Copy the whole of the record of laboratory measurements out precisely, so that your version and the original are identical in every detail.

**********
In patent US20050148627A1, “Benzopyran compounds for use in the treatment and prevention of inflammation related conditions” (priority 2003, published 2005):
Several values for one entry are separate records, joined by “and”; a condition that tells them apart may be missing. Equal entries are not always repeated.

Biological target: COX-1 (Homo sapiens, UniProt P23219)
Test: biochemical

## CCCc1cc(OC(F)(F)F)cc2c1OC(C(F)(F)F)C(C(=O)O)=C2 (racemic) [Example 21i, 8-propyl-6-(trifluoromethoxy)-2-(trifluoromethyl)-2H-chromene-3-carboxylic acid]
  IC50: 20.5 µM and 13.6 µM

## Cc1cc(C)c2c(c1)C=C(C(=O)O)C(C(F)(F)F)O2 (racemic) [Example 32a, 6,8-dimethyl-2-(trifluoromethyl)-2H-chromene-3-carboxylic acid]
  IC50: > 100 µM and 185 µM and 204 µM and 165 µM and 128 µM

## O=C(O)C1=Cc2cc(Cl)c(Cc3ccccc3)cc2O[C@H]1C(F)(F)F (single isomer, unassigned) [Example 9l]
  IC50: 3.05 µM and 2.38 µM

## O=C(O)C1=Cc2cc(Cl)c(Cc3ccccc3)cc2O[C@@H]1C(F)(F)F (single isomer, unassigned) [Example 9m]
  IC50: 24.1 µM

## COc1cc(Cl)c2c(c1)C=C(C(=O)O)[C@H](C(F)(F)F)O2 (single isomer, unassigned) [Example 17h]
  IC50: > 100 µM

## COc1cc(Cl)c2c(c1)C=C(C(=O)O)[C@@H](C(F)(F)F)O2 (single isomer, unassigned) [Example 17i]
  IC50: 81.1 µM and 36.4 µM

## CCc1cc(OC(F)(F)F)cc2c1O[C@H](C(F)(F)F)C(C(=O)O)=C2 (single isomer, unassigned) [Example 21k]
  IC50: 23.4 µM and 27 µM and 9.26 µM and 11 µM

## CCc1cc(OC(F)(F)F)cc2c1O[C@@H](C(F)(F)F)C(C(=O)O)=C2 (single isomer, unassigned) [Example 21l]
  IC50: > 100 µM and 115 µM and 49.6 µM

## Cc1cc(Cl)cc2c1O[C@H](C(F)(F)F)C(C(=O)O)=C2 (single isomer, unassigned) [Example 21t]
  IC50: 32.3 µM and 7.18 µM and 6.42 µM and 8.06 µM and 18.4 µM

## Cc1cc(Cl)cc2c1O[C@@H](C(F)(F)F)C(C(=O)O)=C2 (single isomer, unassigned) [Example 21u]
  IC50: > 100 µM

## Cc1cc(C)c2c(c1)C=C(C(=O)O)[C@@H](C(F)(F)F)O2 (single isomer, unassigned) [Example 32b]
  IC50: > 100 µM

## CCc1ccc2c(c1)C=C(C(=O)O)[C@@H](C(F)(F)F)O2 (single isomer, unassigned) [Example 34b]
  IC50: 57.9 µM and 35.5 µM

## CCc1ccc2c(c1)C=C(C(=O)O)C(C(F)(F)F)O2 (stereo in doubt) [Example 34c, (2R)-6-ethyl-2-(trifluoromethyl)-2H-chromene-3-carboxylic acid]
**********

In patent US20050148627A1, “Benzopyran compounds for use in the treatment and prevention of inflammation related conditions” (priority 2003, published 2005):
Several values for one entry are separate records, joined by “and”; a condition that tells them apart may be missing. Equal entries are not always repeated.

Biological target: COX-1 (Homo sapiens, UniProt P23219)
Test: biochemical

## CCCc1cc(OC(F)(F)F)cc2c1OC(C(F)(F)F)C(C(=O)O)=C2 (racemic) [Example 21i, 8-propyl-6-(trifluoromethoxy)-2-(trifluoromethyl)-2H-chromene-3-carboxylic acid]
  IC50: 20.5 µM and 13.6 µM

## Cc1cc(C)c2c(c1)C=C(C(=O)O)C(C(F)(F)F)O2 (racemic) [Example 32a, 6,8-dimethyl-2-(trifluoromethyl)-2H-chromene-3-carboxylic acid]
  IC50: > 100 µM and 185 µM and 204 µM and 165 µM and 128 µM

## O=C(O)C1=Cc2cc(Cl)c(Cc3ccccc3)cc2O[C@H]1C(F)(F)F (single isomer, unassigned) [Example 9l]
  IC50: 3.05 µM and 2.38 µM

## O=C(O)C1=Cc2cc(Cl)c(Cc3ccccc3)cc2O[C@@H]1C(F)(F)F (single isomer, unassigned) [Example 9m]
  IC50: 24.1 µM

## COc1cc(Cl)c2c(c1)C=C(C(=O)O)[C@H](C(F)(F)F)O2 (single isomer, unassigned) [Example 17h]
  IC50: > 100 µM

## COc1cc(Cl)c2c(c1)C=C(C(=O)O)[C@@H](C(F)(F)F)O2 (single isomer, unassigned) [Example 17i]
  IC50: 81.1 µM and 36.4 µM

## CCc1cc(OC(F)(F)F)cc2c1O[C@H](C(F)(F)F)C(C(=O)O)=C2 (single isomer, unassigned) [Example 21k]
  IC50: 23.4 µM and 27 µM and 9.26 µM and 11 µM

## CCc1cc(OC(F)(F)F)cc2c1O[C@@H](C(F)(F)F)C(C(=O)O)=C2 (single isomer, unassigned) [Example 21l]
  IC50: > 100 µM and 115 µM and 49.6 µM

## Cc1cc(Cl)cc2c1O[C@H](C(F)(F)F)C(C(=O)O)=C2 (single isomer, unassigned) [Example 21t]
  IC50: 32.3 µM and 7.18 µM and 6.42 µM and 8.06 µM and 18.4 µM

## Cc1cc(Cl)cc2c1O[C@@H](C(F)(F)F)C(C(=O)O)=C2 (single isomer, unassigned) [Example 21u]
  IC50: > 100 µM

## Cc1cc(C)c2c(c1)C=C(C(=O)O)[C@@H](C(F)(F)F)O2 (single isomer, unassigned) [Example 32b]
  IC50: > 100 µM

## CCc1ccc2c(c1)C=C(C(=O)O)[C@@H](C(F)(F)F)O2 (single isomer, unassigned) [Example 34b]
  IC50: 57.9 µM and 35.5 µM

## CCc1ccc2c(c1)C=C(C(=O)O)C(C(F)(F)F)O2 (stereo in doubt) [Example 34c, (2R)-6-ethyl-2-(trifluoromethyl)-2H-chromene-3-carboxylic acid]